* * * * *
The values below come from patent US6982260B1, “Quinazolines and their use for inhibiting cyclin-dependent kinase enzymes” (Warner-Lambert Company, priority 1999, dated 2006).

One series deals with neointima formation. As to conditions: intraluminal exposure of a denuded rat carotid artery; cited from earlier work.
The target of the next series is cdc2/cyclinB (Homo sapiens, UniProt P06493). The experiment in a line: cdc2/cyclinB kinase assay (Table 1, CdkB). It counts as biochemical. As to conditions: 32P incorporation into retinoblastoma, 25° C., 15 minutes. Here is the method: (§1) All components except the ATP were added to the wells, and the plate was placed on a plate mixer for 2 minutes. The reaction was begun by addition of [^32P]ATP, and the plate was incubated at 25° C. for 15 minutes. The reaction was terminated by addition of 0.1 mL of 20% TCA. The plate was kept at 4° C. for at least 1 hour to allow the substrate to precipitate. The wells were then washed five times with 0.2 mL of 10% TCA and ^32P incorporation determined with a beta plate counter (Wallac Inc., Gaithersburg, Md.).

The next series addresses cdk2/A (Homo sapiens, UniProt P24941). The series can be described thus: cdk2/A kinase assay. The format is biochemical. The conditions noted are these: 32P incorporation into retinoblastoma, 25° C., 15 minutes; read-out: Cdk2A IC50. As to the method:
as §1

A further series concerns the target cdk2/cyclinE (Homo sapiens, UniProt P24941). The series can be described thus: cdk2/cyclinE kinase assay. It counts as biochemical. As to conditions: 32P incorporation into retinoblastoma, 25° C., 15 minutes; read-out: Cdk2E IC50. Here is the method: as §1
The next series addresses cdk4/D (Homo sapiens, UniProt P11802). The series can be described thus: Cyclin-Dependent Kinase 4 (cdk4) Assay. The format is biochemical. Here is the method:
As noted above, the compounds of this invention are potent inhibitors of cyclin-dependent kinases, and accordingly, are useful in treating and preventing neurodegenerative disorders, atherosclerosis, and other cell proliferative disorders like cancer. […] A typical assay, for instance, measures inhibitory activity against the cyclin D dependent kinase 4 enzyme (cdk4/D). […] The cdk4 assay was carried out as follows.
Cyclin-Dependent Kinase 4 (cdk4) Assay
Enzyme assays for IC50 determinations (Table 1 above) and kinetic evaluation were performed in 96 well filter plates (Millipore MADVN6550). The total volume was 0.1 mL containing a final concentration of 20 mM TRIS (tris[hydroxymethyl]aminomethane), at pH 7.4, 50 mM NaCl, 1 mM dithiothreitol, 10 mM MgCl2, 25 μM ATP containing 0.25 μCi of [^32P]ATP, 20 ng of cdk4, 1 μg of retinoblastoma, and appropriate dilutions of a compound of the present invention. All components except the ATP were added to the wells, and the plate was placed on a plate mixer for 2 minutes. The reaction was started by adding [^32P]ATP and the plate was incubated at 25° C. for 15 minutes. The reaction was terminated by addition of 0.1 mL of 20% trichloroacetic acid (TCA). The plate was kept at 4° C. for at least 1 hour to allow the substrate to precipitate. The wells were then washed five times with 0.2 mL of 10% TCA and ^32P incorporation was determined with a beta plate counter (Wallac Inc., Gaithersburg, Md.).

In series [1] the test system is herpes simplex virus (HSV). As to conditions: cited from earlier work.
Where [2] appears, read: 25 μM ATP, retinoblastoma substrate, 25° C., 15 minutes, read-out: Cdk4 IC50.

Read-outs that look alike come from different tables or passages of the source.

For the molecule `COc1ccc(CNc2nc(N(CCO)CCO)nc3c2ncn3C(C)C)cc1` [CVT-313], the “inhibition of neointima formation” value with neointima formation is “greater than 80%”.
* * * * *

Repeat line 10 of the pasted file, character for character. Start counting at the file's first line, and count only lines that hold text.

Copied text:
Enzyme assays for IC50 determinations (Table 1 above) and kinetic evaluation were performed in 96 well filter plates (Millipore MADVN6550). The total volume was 0.1 mL containing a final concentration of 20 mM TRIS (tris[hydroxymethyl]aminomethane), at pH 7.4, 50 mM NaCl, 1 mM dithiothreitol, 10 mM MgCl2, 25 μM ATP containing 0.25 μCi of [^32P]ATP, 20 ng of cdk4, 1 μg of retinoblastoma, and appropriate dilutions of a compound of the present invention. All components except the ATP were added to the wells, and the plate was placed on a plate mixer for 2 minutes. The reaction was started by adding [^32P]ATP and the plate was incubated at 25° C. for 15 minutes. The reaction was terminated by addition of 0.1 mL of 20% trichloroacetic acid (TCA). The plate was kept at 4° C. for at least 1 hour to allow the substrate to precipitate. The wells were then washed five times with 0.2 mL of 10% TCA and ^32P incorporation was determined with a beta plate counter (Wallac Inc., Gaithersburg, Md.).